Due to COVID-19, it may take the CRA 10 to 12 weeks to process paper returns this year. For this reason, we strongly encourage you to file online this year using NETFILE-certified software, through the services of an electronic filer who is certified to use our EFILE service, or through the Community Volunteer Income Tax Program (CVITP). If you choose to file electronically on your own, there are a variety of NETFILE-certified software products to meet your needs, some of which are free. Some of the software products can also provide you with information about benefits, credits, and deductions.

If you chose to file electronically using NETFILE, you will be asked to enter an eight-character alphanumeric access code before filing. This unique code can be found on your 2019 Notice of Assessment (NOA) in the top right area of the first page. While it is not mandatory that you enter this access code, if you do not enter it,  you will not be able to use any information from your 2020 tax return when confirming your identity with the CRA. You will have to rely on other information for authentication purposes.

Use Auto-fill my return and Express NOA

Use Auto-fill my return to quickly and easily fill in parts of your return using the information the CRA has on file. If you’re registered for My Account, you can use Auto-fill my return through NETFILE-certified software. Don’t wait for a paper notice! You can also use Express NOA and view the notice of assessment in your software, right after the return has been received and processed by the CRA.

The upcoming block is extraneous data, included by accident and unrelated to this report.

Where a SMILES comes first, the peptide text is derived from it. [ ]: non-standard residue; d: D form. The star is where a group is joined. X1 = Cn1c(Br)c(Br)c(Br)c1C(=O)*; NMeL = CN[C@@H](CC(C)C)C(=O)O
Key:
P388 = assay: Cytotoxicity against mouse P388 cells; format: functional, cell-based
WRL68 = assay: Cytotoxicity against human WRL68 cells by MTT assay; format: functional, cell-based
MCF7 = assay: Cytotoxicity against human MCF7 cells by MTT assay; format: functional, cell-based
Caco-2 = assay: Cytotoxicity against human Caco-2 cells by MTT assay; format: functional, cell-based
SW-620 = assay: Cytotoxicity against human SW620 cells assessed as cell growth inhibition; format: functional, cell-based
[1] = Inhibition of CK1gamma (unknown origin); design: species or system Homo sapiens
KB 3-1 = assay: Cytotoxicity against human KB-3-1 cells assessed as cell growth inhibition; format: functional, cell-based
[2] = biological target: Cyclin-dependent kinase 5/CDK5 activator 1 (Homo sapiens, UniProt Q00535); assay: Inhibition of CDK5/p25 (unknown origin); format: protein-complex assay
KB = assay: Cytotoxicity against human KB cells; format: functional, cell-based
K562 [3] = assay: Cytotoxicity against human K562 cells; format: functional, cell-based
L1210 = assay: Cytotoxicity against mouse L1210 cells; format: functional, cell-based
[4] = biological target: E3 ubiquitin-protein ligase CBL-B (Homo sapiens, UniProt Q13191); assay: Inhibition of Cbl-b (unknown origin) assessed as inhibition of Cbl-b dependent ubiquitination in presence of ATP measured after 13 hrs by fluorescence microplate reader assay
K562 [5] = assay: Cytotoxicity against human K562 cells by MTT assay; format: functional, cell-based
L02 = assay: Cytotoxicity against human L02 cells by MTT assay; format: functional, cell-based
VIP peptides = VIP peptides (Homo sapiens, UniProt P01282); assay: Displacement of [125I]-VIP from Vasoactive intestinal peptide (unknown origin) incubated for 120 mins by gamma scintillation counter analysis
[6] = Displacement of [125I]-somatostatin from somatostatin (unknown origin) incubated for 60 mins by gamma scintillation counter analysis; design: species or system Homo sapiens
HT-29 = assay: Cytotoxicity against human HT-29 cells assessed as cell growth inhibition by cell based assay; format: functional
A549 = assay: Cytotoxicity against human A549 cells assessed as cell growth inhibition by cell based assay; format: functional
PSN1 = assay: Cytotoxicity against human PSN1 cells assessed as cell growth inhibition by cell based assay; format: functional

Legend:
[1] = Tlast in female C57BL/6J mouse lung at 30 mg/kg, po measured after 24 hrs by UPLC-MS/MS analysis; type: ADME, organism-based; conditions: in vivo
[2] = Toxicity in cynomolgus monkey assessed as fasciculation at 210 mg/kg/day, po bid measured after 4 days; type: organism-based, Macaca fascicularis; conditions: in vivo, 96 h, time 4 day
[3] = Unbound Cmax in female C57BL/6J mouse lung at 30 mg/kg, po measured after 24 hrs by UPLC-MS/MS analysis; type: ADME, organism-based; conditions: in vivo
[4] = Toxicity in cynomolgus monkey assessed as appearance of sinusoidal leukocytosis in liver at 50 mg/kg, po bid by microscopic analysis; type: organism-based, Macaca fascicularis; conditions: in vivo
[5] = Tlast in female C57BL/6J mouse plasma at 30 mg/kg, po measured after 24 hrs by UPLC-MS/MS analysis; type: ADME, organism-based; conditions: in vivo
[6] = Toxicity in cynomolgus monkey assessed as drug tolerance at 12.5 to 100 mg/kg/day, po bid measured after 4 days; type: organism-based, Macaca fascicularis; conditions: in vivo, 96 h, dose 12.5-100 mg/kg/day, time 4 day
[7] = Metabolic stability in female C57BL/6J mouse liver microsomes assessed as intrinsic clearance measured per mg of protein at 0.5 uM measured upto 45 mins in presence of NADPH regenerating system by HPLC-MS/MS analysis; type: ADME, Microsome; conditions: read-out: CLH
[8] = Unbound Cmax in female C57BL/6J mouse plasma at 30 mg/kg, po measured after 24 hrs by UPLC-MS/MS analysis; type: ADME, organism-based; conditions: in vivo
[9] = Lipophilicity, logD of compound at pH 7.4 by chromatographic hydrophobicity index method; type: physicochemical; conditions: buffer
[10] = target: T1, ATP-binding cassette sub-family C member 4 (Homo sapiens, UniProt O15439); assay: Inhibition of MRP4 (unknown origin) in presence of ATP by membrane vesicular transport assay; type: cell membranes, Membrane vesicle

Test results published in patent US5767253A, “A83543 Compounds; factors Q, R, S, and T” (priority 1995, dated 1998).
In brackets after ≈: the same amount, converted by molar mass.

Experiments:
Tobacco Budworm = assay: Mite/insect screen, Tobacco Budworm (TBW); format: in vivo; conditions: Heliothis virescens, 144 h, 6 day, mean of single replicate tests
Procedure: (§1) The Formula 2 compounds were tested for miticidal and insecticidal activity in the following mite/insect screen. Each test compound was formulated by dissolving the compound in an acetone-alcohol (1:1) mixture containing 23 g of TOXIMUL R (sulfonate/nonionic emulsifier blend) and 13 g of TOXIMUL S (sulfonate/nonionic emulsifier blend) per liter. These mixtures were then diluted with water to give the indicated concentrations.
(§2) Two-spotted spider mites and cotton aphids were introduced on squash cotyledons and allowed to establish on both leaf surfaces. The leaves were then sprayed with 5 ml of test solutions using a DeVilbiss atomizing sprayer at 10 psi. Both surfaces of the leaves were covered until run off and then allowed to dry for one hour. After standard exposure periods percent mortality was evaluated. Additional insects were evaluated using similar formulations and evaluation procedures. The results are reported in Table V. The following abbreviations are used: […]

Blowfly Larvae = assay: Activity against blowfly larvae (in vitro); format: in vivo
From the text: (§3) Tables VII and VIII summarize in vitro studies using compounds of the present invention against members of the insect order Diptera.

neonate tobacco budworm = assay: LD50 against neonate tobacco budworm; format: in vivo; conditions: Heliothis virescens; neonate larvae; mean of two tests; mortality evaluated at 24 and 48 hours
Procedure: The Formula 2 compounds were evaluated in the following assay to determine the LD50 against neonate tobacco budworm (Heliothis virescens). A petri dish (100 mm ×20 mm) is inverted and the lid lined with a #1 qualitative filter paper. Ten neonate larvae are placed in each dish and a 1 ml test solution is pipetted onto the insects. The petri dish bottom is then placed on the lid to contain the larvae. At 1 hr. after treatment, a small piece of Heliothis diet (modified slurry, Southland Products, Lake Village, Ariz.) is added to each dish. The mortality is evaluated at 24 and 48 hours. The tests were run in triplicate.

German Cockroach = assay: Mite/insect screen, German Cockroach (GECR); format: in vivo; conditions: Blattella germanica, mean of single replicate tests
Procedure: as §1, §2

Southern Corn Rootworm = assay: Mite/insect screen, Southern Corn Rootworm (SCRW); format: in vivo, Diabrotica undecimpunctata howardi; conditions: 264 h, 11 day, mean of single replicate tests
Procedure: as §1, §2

Get your taxes done for free

If you have a low to modest income and a simple tax situation, a volunteer at a free tax clinic  may be able to complete your tax return for you. This year, volunteers may be able to complete and file returns virtually by videoconference, by phone, or through a document drop-off arrangement. To see if you’re eligible and to find a clinic, go to

Need to make a payment?

You can pay your tax online! No need to leave the comfort of your home. You can pay online in many ways:

You can also make payments in person, if local health guidelines allow it. Options include paying:

Change your return

You can easily make a change to your return if you realize after filing that you forgot to include information for a tax deduction, credit, or benefit you're trying to claim and/or you found a missing or new receipt, information slip (like a T4), or other supporting documents. But before you can make any corrections, you have to wait until you get your notice of assessment from the CRA. You can then change your return online by using Change my Return in My Account or ReFILE in your preferred NETFILE-certified software.

Track your return and refund status

Use My Account to quickly check your return and refund status online. You can also use it to see and manage other tax and benefit information, such as your notice of assessment, TFSA and RRSP limits, and benefit payment dates.

File an income tax objection

You can file an income tax objection if you think that the CRA:

For more filing tips, you can check out our questions and answers about filing your taxes for help on COVID-19 benefits and the tax filing process.


Media Relations
Canada Revenue Agency